Mount and ‘Played’

“I’ve made a mistake. I should never have cheated on you and ruined our relationship. I’m sorry.” What? Mark has cheated on his girlfriend? What a bastard! No reader, it’s worse than that… I cheated on Mount and Blade: Warband.

After reading a most excellent review of Mount and Blade: Fire and Sword over at Gaminglives.com, I decided I would finally bite the bullet and pick up the Mount and Blade pack on steam. For those of you who don’t know Mount and Blade (M&B), it is a sandbox game set in a medieval land full of kings, lords and all kinds of swords and horses, as you might imagine. The player is dumped into the world and is pretty much left to their own devices; taking quests from Kings and Lords, helping villagers defend themselves from bandits, or chatting up the local princess. Despite it lacking in the visuals department, it is a solidly built and incredibly fun game.

That being said, it is hard as hell. I’ve lost count of the number of character’s I’ve created and how many times I’ve been chasing a bandit group down only for day to turn to night and I lose track of them. It is hard. So…I made a mistake. When the game got hard, I decided I’d get myself some cheat codes and even the playing field. I did a quick Google search and suddenly, “Oh that armor costs a billion gold?” Luckily my level 2 character has 80 billion! “Ah, but the level 2 character is too inexperienced to wield the sword of ultimate doom!” Not to worry, my level 2 character is now level 30. My character was the biggest, baddest warrior in all the land with an army of the best troops at his back, all in the space of a couple of minutes.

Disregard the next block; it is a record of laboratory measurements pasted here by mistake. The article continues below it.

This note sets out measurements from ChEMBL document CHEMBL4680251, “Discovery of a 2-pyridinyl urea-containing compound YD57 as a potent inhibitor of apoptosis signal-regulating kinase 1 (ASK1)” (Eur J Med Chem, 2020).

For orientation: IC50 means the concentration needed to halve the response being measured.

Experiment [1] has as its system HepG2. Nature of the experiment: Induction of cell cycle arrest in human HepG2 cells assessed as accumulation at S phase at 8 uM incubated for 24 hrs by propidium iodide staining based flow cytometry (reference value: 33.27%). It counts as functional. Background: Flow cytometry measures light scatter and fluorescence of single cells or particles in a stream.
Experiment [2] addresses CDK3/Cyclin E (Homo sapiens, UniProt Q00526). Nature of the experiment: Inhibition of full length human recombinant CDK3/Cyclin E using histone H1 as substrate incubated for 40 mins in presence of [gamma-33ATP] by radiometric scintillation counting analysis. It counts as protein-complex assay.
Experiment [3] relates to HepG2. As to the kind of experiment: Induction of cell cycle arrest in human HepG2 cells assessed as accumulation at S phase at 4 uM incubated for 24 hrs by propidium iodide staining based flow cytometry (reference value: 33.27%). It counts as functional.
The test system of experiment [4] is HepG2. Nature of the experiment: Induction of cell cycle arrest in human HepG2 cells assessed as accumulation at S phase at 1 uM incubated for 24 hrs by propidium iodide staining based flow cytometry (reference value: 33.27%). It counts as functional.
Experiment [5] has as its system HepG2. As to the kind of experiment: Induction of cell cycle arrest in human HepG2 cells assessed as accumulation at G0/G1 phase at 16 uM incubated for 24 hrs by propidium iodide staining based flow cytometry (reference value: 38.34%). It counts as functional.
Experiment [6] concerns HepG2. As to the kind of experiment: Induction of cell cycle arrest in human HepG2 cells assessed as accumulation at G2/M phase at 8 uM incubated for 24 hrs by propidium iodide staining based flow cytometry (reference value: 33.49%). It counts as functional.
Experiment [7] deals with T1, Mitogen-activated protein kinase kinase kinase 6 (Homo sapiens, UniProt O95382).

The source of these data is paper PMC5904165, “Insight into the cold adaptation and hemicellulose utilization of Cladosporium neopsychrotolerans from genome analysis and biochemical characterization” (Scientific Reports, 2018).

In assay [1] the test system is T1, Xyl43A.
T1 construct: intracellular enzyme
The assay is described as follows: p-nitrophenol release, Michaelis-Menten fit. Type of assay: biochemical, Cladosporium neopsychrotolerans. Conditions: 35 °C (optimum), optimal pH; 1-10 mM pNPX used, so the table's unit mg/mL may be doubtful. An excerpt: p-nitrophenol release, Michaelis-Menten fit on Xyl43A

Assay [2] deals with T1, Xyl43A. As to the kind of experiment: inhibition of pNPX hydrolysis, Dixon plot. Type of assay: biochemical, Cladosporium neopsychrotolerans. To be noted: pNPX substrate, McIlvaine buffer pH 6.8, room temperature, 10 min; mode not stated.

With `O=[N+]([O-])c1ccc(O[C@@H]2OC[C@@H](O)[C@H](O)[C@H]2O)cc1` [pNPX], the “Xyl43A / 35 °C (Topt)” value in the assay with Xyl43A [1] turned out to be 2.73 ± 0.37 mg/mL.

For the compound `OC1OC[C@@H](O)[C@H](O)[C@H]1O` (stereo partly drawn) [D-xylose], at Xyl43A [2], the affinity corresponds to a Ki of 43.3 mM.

The only issue was that I had forgotten what makes a sandbox game like this fun. It’s not the loot or having the castles or army. It’s the struggle to get there. I had taken that out of the game. Now my character could stride onto the battlefield and kill most folk just by looking at them. That’s not fun, there’s no challenge in that. As much as I thought it would be cool, it soon became apparent that it was not. A game I had truly enjoyed had been ruined by my own petty cheating ways. There was no way to go back, I couldn’t play without the cheats, everything took so long, but with them the game was even more boring.

So now when my character rides in to battle on the biggest and fastest horse in the game, in armor so thick and shiny that archers are blinded and arrows just ping off, using my sword that will explode a man’s brain just through the sheer weight of its awesomeness… I’m not the conquering hero. I’m the guy with the cheat codes, and for that, I am truly sorry. You deserved better Mount and Blade.

About Mark Smith